As many of you may already know, I’ve always emphasized the significance of satire and the purpose behind editorial cartoons. Today, I’d like to address a common misconception that I often come across, especially from one-time visitors who leave snarky comments under editorial cartoons, claiming that “the left can’t meme.” Let’s take a moment to clarify some important points.
Firstly, it’s essential to recognize that the statement “the left can’t meme” is a sweeping generalization. Both the left and the right, as well as people from various political backgrounds, are capable of creating memes and sharing humour online.
Memes are typically characterized by their adaptability and may use existing content in new and creative ways. While this versatility can lead to some content being shared without proper attribution, it doesn’t mean that all memes lack originality or proper sourcing.
Editorial cartoons, on the other hand, are unique artworks created by talented illustrators who put their signature on their work. These cartoons are intended to provide commentary and insight into current events, often using humour to make a point.
My cartoon before it became meme-ified
While memes and editorial cartoons may share visual elements, it’s important to appreciate their distinct purposes and creation processes. Memes can spread rapidly across the internet due to their relatability and humour, whereas editorial cartoons are crafted to deliver thought-provoking messages and are shared with the understanding that they won’t be altered.
In the spirit of responsible content sharing, let’s remember the importance of proper attribution and citation for all forms of content, including memes and editorial cartoons.
Let’s remember that memes and editorial cartoons serve different purposes and shouldn’t be compared directly. Let’s foster a respectful and thoughtful online environment by acknowledging the creativity and value behind both forms of content. If you’re interested in learning more, you can check out the Wikipedia page on memes.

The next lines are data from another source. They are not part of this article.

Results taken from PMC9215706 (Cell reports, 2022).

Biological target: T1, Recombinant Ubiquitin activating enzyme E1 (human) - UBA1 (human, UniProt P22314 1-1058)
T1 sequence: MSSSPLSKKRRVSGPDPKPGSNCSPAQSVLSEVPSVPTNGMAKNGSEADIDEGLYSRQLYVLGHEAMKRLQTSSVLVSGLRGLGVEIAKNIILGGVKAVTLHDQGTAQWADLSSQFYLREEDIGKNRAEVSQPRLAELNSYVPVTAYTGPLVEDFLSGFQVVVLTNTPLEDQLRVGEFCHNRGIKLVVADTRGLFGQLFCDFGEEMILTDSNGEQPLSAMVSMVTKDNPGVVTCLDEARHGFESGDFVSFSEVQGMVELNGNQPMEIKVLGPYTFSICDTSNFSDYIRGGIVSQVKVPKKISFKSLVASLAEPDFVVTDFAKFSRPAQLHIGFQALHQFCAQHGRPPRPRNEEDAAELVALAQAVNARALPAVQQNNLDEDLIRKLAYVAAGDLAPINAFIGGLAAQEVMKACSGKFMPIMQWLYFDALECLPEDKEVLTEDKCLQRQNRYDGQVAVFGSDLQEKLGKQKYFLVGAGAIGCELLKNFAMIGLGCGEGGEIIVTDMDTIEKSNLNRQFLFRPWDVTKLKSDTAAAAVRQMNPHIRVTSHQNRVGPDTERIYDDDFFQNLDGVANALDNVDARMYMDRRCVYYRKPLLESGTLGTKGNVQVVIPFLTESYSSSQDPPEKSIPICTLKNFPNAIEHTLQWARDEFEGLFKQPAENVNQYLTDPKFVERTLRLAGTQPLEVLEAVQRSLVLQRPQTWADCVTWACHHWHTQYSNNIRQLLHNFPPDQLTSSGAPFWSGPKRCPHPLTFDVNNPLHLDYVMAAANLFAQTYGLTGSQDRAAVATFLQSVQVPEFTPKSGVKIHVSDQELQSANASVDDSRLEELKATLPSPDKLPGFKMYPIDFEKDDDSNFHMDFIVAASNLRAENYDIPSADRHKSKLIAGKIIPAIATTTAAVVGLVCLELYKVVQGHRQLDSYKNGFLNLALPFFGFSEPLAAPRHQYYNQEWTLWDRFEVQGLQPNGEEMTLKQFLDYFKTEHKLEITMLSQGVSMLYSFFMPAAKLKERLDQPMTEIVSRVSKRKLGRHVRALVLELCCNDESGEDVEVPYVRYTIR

Thank you for your continued support, and let’s spread awareness about the nuances of online content creation with a bold understanding:
A cartoon I drew for the very day the World Health Organization declared the infection spread of COVID-19 global pandemic on March 11, 2020, has gone through a series of modifications and additions. Two tsunamis perilously heading towards a city symbolizing Canada with waves representing COVID-19 and recession, were soon joined by bigger scares including Climate Change and Biodiversity Collapse. The evolution has been fuelled by the thoughtfulness of people from around the world who have either suggested modifications on social media or sketched in new waves with my attention included. It illustrates important discussions on serious issues confronting humanity and the chronological changes has made this illustration my most shared image ever.
But, like so many images cartoonists offered up to the Internet, dark forces are at the ready armed with design software to butcher artists work and memes-ify them to serve their appetites for likes and retweets. Just as egregious to discover signed cartoons reworded to suit partisan stances effectively turning satire into propaganda, is the removal of monikers and the extraction of intellectual property. We learn as children not to do this when we hand in assignments for school and that we should always source words borrowed from others. Why is it when theft of imagery that’s turned into memes is taken so passively?
Tiger Sugar was not given permission readapt the messaging
Along comes a post on Instagram where an account run under the banner of a big international bubble tea chain called Tiger Sugar used this image to promote franchise expansion. A glance through the account shows an endless scroll of not so witty memes mixed with photos of their swirly brown syrup concoctions aimed at a younger smart phone addicted set. A message was left under the post requesting removal of the altered image. As of the time of this writing the post remains and thereby grants Tiger Sugar bestowal of recognition into the pantheon of intellectual property thieves, better known as the Social Media Jackasses.
Click to enlarge this unsightly meme
In researching this company one came across this unfortunate meme portraying it as one which serves effluent to its customers. How rude! To suggest this is where Tiger Sugar extracts its syrup is outrageous! Shame on whomever used imagery from this company without authorization to sully its messaging with such obvious contempt to use and discredit a popular brand. Ridiculous!
Editorial Cartoon by Graeme MacKay, The Hamilton Spectator – Wednesday March 11, 2020
Economic Prescription for Coronavirus: ‘You’ve Got to Go Fast’